Friendly and Smith, Circuit Judges, and Gignoux, District Judge.*fn*
Five defendants, Franzese, Crabbe, Matera, Potere and Florio, appeal from convictions, after a verdict, in the District Court for the Eastern District of New York on two counts of an indictment, returned in April, 1966, charging robbery of two federal savings and loan associations on Long Island by placing lives in jeopardy in violation of 18 U.S.C. § 2113(d), a count for receiving currency and travelers' checks taken from a bank in Utah whose deposits were insured by the Federal Deposit Insurance Corporation in violation of 18 U.S.C. § 2113(c), and a count for conspiring to engage in bank robberies in violation of 18 U.S.C. § 371.*fn1 A chart in the margin shows the counts on which various defendants were convicted and the sentences imposed -- some being very heavy ones.*fn2
The prosecution had some unusual aspects, of which defendants have properly made much both at trial and on appeal. None of the appellants is claimed to have been present at any of the bank robberies here charged. The Government's case against them rested almost entirely on the testimony of four confessed participants -- Smith, Parks, Cordero and Zaher -- who cast the defendants in the role of behind-the-scenes operators of a nationwide bank robbery business.*fn3 Franzese was the general manager; Potere was the procurer and explicator of plans of the banks and took general charge of logistics; Florio assisted in these operations and in weapon procurement; and Matera and Crabbe played lesser parts. What is more troubling is that three of the Government witnesses -- Smith, Parks and Zaher -- had previously depicted Anthony Polisi, owner of the Aqueduct Motor Inn in Queens, as the master-mind of the same enterprise and had so testified in a trial in January, 1966, wherein Anthony and his son Salvatore were convicted, in contrast to the testimony of Smith, Parks and Cordero at the instant trial that Anthony's services after mid-July, 1965, were in storing weapons and furnishing a meeting place. This was substantially what Cordero, who had not been called as a witness against the Polisis, had said in statements to the FBI shortly after his arrest on September 30, 1965.*fn4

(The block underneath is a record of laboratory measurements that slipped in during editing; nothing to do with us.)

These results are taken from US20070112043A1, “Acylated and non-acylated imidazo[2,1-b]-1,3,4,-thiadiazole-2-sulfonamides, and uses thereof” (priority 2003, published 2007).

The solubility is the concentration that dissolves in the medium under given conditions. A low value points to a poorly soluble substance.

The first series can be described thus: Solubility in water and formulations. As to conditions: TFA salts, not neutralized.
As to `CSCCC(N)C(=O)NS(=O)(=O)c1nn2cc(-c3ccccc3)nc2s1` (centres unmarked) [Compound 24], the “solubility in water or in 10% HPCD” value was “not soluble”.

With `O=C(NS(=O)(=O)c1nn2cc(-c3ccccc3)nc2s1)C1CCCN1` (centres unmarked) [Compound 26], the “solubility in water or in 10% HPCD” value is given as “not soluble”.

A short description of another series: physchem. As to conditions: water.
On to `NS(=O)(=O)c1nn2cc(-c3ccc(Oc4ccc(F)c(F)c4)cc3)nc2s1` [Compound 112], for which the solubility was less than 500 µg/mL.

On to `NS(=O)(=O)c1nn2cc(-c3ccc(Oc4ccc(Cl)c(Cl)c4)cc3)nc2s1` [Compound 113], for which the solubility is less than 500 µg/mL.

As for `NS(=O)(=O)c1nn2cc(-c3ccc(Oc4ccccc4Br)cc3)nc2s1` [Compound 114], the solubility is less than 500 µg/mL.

While the testimony of the four participants was exceedingly detailed and circumstantial -- indeed therein lay its strength -- we shall state only so much as constitutes necessary background for the legal contentions raised on appeal: The quartet, dissatisfied with Anthony Polisi's management, were summoned to a meeting at the Aqueduct Motor Inn on an evening in late July, 1965, attended by all five appellants. Franzese announced that he was taking over, on a 50-50 basis, and that work orders would be issued by his four associates from time to time. Matera added that the arrangements included money for bail and for lawyers in the event of arrest, but that "ratting on anybody is completely out of the question because we will get you." Franzese confirmed the former comforting assurance and made known that his services included the stealing of cars to be used in the robberies and that, after a reasonable period of success, the robbers could cease their robbing and he would act as an investment counselor for them.